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A five-year-old girl presented with post traumatic urinary incontinence secondary to rupture of the bladder neck into the vagina. Operative repair included a midline exposure with resection of the symphysis pubis, separation of the bladder neck from the vagina, repair of the torn bladder neck and urethral substitution with ileum. Normal continence and voiding was achieved.
Pelvic trauma in the female child can result in total loss of the urethra and rupture of the bladder neck into the vagina.[1,2] We report a case where this was reconstructed with bladder neck repair and urethral substitution with a Monti tube, resulting in complete cure of incontinence without the need for intermittent catheterization.
A five-year-old girl presented with urinary incontinence following a history of pelvic trauma. She had a single orifice at the introitus from which she was continuously leaking urine. On endoscopic examination the bladder neck was found opening into the vagina. Operative reconstruction proceeded [Figure 1]. Operative exposure was obtained with a midline vertical incision from the umbilicus to the vaginal orifice with division and partial excision of the symphysis pubis. The remnant of the proximal urethra and bladder neck were dissected off the anterior vaginal wall at the area of the bladder neck-vaginal fistula. The rupture in the posterior aspect of the bladder neck was then repaired anatomically resulting in a normal appearing bladder neck with a short proximal urethral stump which would not reach the perineum.
A three cm segment of ileum was isolated on its pedicle to reach the perineum. The ileal segment was tubularized over an 8Fr feeding tube in the form of the Yang- Monti tube. It was then anastomosed proximally to the urethral stump and distally to the introitus at the site of expected urethral orifice. The lower half of the left rectus muscle was mobilized as a flap with its inferior attachment to the pubis left intact and carefully preserving the inferior epigastric vessels. This muscle flap was placed between the posterior bladder wall and the vagina to prevent refistulization. The anterior vaginal wall was left unrepaired as the posterior and lateral vaginal walls were intact and closure of the anterior vaginal wall may result in stenosis. The anterior vaginal wall was left to reepithelialize over the rectus muscle interposed between the posterior bladder wall and vagina. An appendicular Mitrofanoff was also created opening at the umbilicus. We contemplate closing the Mitrofanoff port when the child desires it.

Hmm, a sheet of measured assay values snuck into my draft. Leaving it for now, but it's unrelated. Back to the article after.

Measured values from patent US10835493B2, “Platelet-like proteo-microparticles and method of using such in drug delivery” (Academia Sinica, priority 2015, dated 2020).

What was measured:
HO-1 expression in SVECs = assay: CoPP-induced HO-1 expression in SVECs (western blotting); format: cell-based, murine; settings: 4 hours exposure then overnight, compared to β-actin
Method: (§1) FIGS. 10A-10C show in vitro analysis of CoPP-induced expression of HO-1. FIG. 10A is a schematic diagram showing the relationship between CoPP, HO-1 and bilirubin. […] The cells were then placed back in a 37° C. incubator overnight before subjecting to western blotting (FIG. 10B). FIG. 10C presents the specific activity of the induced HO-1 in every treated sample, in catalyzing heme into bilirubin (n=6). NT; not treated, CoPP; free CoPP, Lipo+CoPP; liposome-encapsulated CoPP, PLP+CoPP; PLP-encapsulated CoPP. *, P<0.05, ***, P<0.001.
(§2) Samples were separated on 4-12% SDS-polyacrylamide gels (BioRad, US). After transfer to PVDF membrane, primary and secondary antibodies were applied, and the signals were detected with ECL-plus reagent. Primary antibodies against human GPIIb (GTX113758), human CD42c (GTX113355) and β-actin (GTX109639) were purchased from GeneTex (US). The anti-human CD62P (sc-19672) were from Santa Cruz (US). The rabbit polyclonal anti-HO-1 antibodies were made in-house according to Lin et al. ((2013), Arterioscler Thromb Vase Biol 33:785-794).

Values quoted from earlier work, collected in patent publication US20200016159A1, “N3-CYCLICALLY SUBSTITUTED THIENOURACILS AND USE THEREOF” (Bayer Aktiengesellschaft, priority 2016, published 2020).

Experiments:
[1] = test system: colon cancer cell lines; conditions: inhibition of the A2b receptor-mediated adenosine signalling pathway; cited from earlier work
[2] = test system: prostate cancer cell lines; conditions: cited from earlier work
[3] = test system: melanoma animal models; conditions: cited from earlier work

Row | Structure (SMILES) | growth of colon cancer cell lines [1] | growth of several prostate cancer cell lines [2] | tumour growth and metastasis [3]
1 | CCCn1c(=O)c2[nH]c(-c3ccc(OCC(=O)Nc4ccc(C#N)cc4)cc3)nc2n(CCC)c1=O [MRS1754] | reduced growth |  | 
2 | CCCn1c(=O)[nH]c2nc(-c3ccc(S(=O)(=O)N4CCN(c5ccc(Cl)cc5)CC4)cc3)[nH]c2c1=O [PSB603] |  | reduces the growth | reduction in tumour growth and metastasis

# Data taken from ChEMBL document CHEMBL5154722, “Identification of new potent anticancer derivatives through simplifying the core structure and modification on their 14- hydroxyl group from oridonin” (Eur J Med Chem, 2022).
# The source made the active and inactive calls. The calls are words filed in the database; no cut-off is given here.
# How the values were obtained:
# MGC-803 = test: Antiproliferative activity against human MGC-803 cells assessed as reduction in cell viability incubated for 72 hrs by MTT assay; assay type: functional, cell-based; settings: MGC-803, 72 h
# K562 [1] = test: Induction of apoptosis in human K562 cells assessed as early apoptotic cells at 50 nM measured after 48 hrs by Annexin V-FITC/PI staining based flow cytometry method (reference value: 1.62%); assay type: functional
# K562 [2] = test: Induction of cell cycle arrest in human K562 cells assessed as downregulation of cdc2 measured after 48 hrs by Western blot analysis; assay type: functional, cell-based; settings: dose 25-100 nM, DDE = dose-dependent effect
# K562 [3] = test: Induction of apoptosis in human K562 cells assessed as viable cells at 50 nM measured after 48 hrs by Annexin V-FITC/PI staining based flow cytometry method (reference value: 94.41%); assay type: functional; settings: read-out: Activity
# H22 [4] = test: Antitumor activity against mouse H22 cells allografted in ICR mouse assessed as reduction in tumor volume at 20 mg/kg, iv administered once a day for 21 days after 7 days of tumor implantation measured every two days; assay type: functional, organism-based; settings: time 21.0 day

At follow-up after 10 months, she is voiding normally with continent intervals of four to six hours. Residual urine measured after voiding was two ml. Ultrasound and serum creatinine remain normal and the micturating cystourethrogram was satisfactory [Figure 2]. She uses the Mitrofanoff channel once a day to maintain its patency.
Traumatic posterior urethral loss in boys can be made up by mobilizing and rerouting the remaining urethra. The short female urethra is often totally destroyed in pelvic injury and has to be substituted. Various methods have been described including – bladder and buccal mucosa, anterior bladder tube, ureters, appendix, anterior lateral thigh free flap, pedicled island skin, amnion grafts, fallopian tube, and colonic mucosa.[4–10] Tapered ileum has been used as a perineal Mitrofanoff stoma for patients with urinary incontinence of congenital origin.
We have successfully used the Monti tube for posterior urethral substitution in boys. It is more difficult to bring the appendix to the perineum based on a single blood vessel. It was easier to bring the appendix to abdominal wall. The Monti-Yang tube is more versatile in its blood supply and has further reach than the appendix. In the girl reported herein, we have used a similar method of urethra substitution after separation of the bladder neck from the vagina and repairing the posterior tear in the bladder neck resulting in complete continence without the need for intermittent catheterization. The continence of the bladder neck is due the anatomical repair of the injured bladder in a previously normal bladder, hence, resulting in a normally functioning bladder neck after the repair with a loss of urethra which was substituted. We have also used a rectus muscle flap to prevent vesicovaginal refistulization.
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Conflict of Interest: None declared.